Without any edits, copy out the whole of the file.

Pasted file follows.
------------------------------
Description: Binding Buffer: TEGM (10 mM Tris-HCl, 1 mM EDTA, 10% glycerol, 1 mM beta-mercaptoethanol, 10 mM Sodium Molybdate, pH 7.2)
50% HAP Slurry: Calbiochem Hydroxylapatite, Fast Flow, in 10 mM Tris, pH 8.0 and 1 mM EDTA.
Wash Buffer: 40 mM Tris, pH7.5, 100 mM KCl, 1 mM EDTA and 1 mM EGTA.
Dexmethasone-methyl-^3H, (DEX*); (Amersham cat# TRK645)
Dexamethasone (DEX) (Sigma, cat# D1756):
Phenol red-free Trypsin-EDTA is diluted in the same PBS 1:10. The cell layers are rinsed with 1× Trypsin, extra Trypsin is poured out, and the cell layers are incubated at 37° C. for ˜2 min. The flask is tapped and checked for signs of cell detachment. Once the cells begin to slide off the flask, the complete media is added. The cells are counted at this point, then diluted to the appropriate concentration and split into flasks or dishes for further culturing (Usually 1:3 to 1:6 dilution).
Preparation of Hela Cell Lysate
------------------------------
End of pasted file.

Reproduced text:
Description: Binding Buffer: TEGM (10 mM Tris-HCl, 1 mM EDTA, 10% glycerol, 1 mM beta-mercaptoethanol, 10 mM Sodium Molybdate, pH 7.2)
50% HAP Slurry: Calbiochem Hydroxylapatite, Fast Flow, in 10 mM Tris, pH 8.0 and 1 mM EDTA.
Wash Buffer: 40 mM Tris, pH7.5, 100 mM KCl, 1 mM EDTA and 1 mM EGTA.
Dexmethasone-methyl-^3H, (DEX*); (Amersham cat# TRK645)
Dexamethasone (DEX) (Sigma, cat# D1756):
Phenol red-free Trypsin-EDTA is diluted in the same PBS 1:10. The cell layers are rinsed with 1× Trypsin, extra Trypsin is poured out, and the cell layers are incubated at 37° C. for ˜2 min. The flask is tapped and checked for signs of cell detachment. Once the cells begin to slide off the flask, the complete media is added. The cells are counted at this point, then diluted to the appropriate concentration and split into flasks or dishes for further culturing (Usually 1:3 to 1:6 dilution).
Preparation of Hela Cell Lysate